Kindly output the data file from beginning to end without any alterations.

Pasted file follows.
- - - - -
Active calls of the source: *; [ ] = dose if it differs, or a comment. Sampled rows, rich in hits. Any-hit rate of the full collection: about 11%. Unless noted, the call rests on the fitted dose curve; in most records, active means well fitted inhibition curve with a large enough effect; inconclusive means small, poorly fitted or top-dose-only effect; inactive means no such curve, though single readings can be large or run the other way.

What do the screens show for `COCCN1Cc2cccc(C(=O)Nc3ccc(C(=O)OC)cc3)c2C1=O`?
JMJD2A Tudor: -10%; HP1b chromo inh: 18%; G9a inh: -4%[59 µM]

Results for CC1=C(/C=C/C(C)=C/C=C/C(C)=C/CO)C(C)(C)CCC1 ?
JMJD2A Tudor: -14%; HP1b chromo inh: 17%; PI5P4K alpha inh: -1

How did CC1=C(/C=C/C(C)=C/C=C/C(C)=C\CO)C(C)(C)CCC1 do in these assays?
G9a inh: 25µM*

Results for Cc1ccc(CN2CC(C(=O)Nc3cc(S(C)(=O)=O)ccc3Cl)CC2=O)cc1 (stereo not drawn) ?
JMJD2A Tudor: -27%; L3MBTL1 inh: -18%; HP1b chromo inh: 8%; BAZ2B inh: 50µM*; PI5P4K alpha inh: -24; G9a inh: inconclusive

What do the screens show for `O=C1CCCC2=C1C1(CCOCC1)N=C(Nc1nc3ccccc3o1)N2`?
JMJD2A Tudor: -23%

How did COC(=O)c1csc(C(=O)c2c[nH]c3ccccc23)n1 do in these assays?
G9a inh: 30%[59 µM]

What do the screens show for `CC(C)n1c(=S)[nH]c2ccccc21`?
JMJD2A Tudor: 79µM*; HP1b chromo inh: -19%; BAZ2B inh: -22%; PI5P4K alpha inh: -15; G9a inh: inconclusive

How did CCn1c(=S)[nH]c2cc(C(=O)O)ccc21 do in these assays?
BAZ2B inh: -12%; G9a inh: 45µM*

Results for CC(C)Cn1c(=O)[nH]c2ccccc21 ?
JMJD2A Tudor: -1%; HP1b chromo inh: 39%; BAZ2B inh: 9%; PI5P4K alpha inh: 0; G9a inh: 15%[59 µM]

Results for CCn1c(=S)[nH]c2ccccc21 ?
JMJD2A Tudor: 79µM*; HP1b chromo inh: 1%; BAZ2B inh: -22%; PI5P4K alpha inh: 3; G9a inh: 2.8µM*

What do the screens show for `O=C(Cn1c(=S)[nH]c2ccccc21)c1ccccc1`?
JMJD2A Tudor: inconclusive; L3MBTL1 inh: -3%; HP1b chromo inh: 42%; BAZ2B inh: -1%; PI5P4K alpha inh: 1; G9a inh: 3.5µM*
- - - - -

Active calls of the source: *; [ ] = dose if it differs, or a comment. Sampled rows, rich in hits. Any-hit rate of the full collection: about 11%. Unless noted, the call rests on the fitted dose curve; in most records, active means well fitted inhibition curve with a large enough effect; inconclusive means small, poorly fitted or top-dose-only effect; inactive means no such curve, though single readings can be large or run the other way.

What do the screens show for `COCCN1Cc2cccc(C(=O)Nc3ccc(C(=O)OC)cc3)c2C1=O`?
JMJD2A Tudor: -10%; HP1b chromo inh: 18%; G9a inh: -4%[59 µM]

Results for CC1=C(/C=C/C(C)=C/C=C/C(C)=C/CO)C(C)(C)CCC1 ?
JMJD2A Tudor: -14%; HP1b chromo inh: 17%; PI5P4K alpha inh: -1

How did CC1=C(/C=C/C(C)=C/C=C/C(C)=C\CO)C(C)(C)CCC1 do in these assays?
G9a inh: 25µM*

Results for Cc1ccc(CN2CC(C(=O)Nc3cc(S(C)(=O)=O)ccc3Cl)CC2=O)cc1 (stereo not drawn) ?
JMJD2A Tudor: -27%; L3MBTL1 inh: -18%; HP1b chromo inh: 8%; BAZ2B inh: 50µM*; PI5P4K alpha inh: -24; G9a inh: inconclusive

What do the screens show for `O=C1CCCC2=C1C1(CCOCC1)N=C(Nc1nc3ccccc3o1)N2`?
JMJD2A Tudor: -23%

How did COC(=O)c1csc(C(=O)c2c[nH]c3ccccc23)n1 do in these assays?
G9a inh: 30%[59 µM]

What do the screens show for `CC(C)n1c(=S)[nH]c2ccccc21`?
JMJD2A Tudor: 79µM*; HP1b chromo inh: -19%; BAZ2B inh: -22%; PI5P4K alpha inh: -15; G9a inh: inconclusive

How did CCn1c(=S)[nH]c2cc(C(=O)O)ccc21 do in these assays?
BAZ2B inh: -12%; G9a inh: 45µM*

Results for CC(C)Cn1c(=O)[nH]c2ccccc21 ?
JMJD2A Tudor: -1%; HP1b chromo inh: 39%; BAZ2B inh: 9%; PI5P4K alpha inh: 0; G9a inh: 15%[59 µM]

Results for CCn1c(=S)[nH]c2ccccc21 ?
JMJD2A Tudor: 79µM*; HP1b chromo inh: 1%; BAZ2B inh: -22%; PI5P4K alpha inh: 3; G9a inh: 2.8µM*

What do the screens show for `O=C(Cn1c(=S)[nH]c2ccccc21)c1ccccc1`?
JMJD2A Tudor: inconclusive; L3MBTL1 inh: -3%; HP1b chromo inh: 42%; BAZ2B inh: -1%; PI5P4K alpha inh: 1; G9a inh: 3.5µM*